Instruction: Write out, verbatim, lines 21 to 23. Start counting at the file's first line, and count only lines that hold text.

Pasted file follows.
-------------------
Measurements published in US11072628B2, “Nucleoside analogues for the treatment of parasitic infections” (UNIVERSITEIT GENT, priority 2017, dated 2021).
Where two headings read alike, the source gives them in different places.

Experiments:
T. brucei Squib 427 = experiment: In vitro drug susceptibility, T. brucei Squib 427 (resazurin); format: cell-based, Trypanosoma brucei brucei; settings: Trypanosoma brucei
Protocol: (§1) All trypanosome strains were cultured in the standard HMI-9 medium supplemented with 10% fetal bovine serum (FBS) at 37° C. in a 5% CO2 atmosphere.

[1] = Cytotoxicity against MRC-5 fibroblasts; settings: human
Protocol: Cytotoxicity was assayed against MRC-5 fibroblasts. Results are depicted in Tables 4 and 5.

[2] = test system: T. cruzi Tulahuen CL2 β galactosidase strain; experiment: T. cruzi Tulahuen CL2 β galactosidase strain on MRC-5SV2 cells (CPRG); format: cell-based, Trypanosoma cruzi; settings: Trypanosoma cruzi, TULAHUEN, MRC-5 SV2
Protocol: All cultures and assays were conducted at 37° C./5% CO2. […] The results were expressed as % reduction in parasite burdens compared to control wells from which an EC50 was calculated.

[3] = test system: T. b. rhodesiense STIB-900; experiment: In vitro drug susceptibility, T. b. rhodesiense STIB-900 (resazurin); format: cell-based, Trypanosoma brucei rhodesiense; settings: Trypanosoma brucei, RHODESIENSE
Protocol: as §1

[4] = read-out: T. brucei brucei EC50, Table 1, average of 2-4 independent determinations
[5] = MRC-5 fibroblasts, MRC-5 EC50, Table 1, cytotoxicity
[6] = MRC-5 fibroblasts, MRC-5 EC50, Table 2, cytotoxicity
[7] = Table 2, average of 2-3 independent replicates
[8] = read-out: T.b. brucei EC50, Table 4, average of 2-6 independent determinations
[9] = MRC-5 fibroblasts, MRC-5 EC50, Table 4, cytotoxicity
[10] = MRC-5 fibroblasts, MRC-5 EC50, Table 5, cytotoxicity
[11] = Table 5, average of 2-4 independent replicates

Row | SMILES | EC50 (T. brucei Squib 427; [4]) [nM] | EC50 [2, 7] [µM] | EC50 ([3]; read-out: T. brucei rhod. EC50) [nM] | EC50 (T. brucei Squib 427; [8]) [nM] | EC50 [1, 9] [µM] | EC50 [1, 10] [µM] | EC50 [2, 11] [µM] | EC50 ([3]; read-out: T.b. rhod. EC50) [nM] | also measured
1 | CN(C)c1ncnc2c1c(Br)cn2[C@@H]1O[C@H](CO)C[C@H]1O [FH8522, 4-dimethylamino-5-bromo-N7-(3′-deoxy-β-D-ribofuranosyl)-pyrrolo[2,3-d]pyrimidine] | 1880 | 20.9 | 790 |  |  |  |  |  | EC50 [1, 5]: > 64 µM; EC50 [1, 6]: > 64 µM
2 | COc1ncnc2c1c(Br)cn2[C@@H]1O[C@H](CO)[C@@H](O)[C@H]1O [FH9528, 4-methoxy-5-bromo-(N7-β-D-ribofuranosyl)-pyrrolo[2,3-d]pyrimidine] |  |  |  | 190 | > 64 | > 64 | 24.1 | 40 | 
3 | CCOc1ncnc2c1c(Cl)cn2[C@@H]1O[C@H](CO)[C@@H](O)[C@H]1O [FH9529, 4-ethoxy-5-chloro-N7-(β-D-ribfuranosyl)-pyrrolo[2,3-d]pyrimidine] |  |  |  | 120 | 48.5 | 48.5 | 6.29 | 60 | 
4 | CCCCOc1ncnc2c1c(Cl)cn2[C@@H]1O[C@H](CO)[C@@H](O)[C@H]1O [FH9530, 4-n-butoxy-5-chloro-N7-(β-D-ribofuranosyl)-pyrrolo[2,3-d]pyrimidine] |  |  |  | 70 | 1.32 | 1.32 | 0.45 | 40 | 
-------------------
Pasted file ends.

1 | CN(C)c1ncnc2c1c(Br)cn2[C@@H]1O[C@H](CO)C[C@H]1O [FH8522, 4-dimethylamino-5-bromo-N7-(3′-deoxy-β-D-ribofuranosyl)-pyrrolo[2,3-d]pyrimidine] | 1880 | 20.9 | 790 |  |  |  |  |  | EC50 [1, 5]: > 64 µM; EC50 [1, 6]: > 64 µM
2 | COc1ncnc2c1c(Br)cn2[C@@H]1O[C@H](CO)[C@@H](O)[C@H]1O [FH9528, 4-methoxy-5-bromo-(N7-β-D-ribofuranosyl)-pyrrolo[2,3-d]pyrimidine] |  |  |  | 190 | > 64 | > 64 | 24.1 | 40 | 
3 | CCOc1ncnc2c1c(Cl)cn2[C@@H]1O[C@H](CO)[C@@H](O)[C@H]1O [FH9529, 4-ethoxy-5-chloro-N7-(β-D-ribfuranosyl)-pyrrolo[2,3-d]pyrimidine] |  |  |  | 120 | 48.5 | 48.5 | 6.29 | 60 | 